Business

An ‘International Megasite’ is ready. What it means for York, Chester, Lancaster jobs

At its size, an international megasite coming to Interstate 77, just south of Chester County, will have regional benefits across South Carolina.

“In our estimation, it’s definitely a regional impact,” said Rich Fletcher, I-77 Alliance president and CEO. “(Fairfield County) and the state have kind of set this land aside. They’re looking at something that could bring 2,000 or more jobs. Something like that would create a need for a supply chain and jobs that would extend far beyond Fairfield County.”

Fletcher’s group is marketing a 1,500-acre site, known as the I-77 International Megasite, at exit 34, 20 miles south of the Chester County line. A master plan calls for more than 9 million square feet of manufacturing space, rail lines, an electrical substation, a million-gallon water tank and perhaps even a new interchange off the interstate.

It also calls for a single manufacturer.

“There are often sites that are pretty big but they are divvied up and cut up into small parts,” Fletcher said. “The county and state have guaranteed that this is not one of those sites.”

The result could be something on par with some of the state’s largest manufacturers, such as Volvo in Berkeley County, BMW in Spartanburg County, Continental Tire in Sumter County and Giti Tire in Chester County.

“The International Megasite is ready to represent the next chapter in the Palmetto State’s record of building a major presence in the transportation manufacturing space, including automotive and aerospace,” said Bobby Hitt, state secretary of commerce. “When this property is a thriving workplace, the benefits will be felt across South Carolina.”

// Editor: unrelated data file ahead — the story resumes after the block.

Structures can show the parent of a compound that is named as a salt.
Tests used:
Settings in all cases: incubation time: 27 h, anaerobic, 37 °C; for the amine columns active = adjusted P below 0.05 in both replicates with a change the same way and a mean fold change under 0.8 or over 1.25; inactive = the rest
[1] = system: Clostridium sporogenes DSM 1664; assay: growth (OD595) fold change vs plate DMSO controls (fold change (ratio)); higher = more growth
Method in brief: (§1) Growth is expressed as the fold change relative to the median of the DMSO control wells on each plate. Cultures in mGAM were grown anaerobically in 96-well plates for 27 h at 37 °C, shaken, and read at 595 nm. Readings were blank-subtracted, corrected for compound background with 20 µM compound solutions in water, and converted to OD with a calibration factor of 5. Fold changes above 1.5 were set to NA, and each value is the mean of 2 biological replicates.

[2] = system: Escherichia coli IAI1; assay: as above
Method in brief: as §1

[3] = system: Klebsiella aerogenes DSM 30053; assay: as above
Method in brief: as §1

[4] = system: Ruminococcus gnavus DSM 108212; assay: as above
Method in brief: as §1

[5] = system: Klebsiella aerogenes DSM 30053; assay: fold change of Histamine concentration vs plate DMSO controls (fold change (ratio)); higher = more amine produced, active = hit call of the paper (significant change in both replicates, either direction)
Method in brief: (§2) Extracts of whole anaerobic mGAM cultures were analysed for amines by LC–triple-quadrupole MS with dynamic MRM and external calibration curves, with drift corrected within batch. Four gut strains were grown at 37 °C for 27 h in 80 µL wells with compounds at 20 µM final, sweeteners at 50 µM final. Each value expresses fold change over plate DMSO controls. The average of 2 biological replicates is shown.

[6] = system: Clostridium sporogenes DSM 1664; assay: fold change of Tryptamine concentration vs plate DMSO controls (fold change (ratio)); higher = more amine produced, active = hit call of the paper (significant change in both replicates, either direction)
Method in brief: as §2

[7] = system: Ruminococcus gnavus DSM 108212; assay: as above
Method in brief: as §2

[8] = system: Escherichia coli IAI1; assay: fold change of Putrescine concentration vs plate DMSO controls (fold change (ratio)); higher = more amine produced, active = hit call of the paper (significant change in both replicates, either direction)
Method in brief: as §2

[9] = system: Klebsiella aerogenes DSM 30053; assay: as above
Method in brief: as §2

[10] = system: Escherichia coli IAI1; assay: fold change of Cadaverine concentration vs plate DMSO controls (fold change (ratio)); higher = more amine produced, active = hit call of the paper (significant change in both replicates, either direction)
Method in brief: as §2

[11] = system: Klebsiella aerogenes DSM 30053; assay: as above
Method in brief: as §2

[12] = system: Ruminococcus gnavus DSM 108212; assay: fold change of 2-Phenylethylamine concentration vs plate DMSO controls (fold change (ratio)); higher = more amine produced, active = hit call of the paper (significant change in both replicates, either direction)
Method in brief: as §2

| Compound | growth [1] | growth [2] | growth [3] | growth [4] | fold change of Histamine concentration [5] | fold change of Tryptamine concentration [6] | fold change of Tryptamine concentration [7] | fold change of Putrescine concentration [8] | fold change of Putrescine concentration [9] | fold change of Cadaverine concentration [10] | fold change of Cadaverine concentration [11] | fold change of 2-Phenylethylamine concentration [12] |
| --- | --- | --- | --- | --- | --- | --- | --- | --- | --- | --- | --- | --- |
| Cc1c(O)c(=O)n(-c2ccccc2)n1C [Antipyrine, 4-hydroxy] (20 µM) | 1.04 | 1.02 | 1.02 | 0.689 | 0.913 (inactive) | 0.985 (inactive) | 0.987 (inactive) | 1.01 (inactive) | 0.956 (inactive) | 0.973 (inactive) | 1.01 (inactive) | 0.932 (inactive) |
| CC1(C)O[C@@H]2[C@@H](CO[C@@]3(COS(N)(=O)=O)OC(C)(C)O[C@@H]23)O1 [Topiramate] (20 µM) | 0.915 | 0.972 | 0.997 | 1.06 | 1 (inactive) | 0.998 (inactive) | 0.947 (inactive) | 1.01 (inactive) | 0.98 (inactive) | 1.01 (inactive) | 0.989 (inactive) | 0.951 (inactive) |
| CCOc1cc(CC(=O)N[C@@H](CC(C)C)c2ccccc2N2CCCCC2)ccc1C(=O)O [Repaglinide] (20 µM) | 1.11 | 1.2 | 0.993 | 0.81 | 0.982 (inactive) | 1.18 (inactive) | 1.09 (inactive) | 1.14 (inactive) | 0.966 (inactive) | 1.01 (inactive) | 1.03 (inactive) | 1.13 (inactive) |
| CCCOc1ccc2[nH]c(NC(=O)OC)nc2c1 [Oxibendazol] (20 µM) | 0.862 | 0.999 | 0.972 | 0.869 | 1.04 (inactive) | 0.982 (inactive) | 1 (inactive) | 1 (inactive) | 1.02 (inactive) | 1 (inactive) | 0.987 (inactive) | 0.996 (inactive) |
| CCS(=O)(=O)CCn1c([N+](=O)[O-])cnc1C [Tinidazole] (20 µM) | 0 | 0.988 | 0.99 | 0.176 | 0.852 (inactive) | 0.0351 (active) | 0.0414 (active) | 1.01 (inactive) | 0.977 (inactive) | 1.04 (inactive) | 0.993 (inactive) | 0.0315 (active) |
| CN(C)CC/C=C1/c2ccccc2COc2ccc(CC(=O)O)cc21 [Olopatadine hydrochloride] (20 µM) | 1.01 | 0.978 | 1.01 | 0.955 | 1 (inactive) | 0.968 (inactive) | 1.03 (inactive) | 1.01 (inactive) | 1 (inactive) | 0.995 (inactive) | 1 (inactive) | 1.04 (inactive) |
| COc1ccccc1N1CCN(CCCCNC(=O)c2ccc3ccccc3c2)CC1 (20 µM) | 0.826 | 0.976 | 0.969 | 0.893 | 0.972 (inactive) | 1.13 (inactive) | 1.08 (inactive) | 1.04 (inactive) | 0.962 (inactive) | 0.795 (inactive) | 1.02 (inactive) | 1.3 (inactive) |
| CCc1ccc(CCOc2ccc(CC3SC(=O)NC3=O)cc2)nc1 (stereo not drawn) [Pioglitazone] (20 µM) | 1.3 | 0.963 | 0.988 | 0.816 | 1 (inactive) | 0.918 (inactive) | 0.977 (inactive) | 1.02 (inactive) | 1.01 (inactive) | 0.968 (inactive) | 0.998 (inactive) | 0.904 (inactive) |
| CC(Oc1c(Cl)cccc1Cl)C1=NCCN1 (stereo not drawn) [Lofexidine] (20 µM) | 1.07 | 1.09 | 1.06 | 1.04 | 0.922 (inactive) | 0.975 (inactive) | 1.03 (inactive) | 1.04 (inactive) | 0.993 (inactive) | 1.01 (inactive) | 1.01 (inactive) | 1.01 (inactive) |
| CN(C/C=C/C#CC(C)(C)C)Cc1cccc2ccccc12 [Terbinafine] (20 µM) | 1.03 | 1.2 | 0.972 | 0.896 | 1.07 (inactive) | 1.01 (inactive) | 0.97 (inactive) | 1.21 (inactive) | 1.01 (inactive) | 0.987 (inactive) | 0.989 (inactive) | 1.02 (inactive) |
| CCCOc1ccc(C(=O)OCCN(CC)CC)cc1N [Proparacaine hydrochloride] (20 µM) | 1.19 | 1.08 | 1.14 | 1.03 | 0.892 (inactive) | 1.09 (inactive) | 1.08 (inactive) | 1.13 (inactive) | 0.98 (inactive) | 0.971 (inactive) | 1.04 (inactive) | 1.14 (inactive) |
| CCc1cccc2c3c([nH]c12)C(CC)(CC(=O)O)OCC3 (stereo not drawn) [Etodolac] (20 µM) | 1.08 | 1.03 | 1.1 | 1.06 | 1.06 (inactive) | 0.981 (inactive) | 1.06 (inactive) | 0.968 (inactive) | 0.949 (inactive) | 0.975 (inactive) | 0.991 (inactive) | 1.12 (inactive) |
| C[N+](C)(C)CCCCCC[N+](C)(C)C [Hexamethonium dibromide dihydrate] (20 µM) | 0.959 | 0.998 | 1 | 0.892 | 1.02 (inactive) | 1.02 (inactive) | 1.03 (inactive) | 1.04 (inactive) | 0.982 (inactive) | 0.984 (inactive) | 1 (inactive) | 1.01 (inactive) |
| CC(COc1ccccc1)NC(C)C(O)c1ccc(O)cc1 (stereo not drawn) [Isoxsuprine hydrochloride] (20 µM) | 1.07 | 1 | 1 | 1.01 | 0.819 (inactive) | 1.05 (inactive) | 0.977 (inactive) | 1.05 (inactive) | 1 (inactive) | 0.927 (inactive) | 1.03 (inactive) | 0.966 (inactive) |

A little closer to downtown Columbia than to Rock Hill, the megasite’s draw from the Charlotte labor force and market will be critical to attracting the right manufacturer, Fletcher said.

The marketing information lists seven potential supply chain available sites in York, Lancaster and Chester counties spanning to Fort Mill. Two existing buildings, Duracell and Valmet properties in Lancaster County, are listed as possibilities for supply chain commerce.

“Charlotte would certainly be a part of the decision with its labor force, but we would enjoy some other economic opportunities along the corridor,” Fletcher said.

No manufacturer has been identified for the site yet. An automotive one would be ideal, Fletcher said, but it wouldn’t take a car maker to rev up economic opportunities along I-77.

“Anyone really that would create that many jobs and have a regional impact would be what they are looking for,” he said.

The impacts could go beyond manufacturing. Brooke Wilson Clinton, president of the Chester County Chamber of Commerce, said Tuesday she wasn’t aware of the site but has spoken with her counterparts in Fairfield County about the constant search for a game-changing project.

“That’s what always excites me at the chamber about these types of announcements,” Clinton said. “What are these megasites going to need?”

That many employees means a need for grocery stores and service businesses. It could mean more off-shoot manufacturing companies in Chester County, and more interests there, too.

“It just improves the quality of life for everyone,” Clinton said.

The 2017 federal tax overhaul created opportunity zones, incentivizing investment in lower income areas through deferred tax bills on capital gains investment. More than half of Fairfield County is an opportunity zone. The area includes more than half of its run of I-77, including the megasite.

Chester County has had its own major manufacturing additions, too, from Giti announcing its plans in 2014 to ShayoNano’s announcement in fall. County economic development leaders have more than 30 sites and a dozen buildings listed and primed for new development.

“Fairfield and Chester have so many things in common,” Clinton said.

Related stories from Rock Hill Herald

John Marks covers community growth, municipalities and general news mainly in the Fort Mill and York County areas. He began writing for the Herald and sister papers in 2005 and won dozens of South Carolina Press Association and other awards since.


Support my work with a digital subscription

SUBSCRIBE TODAY
  Comments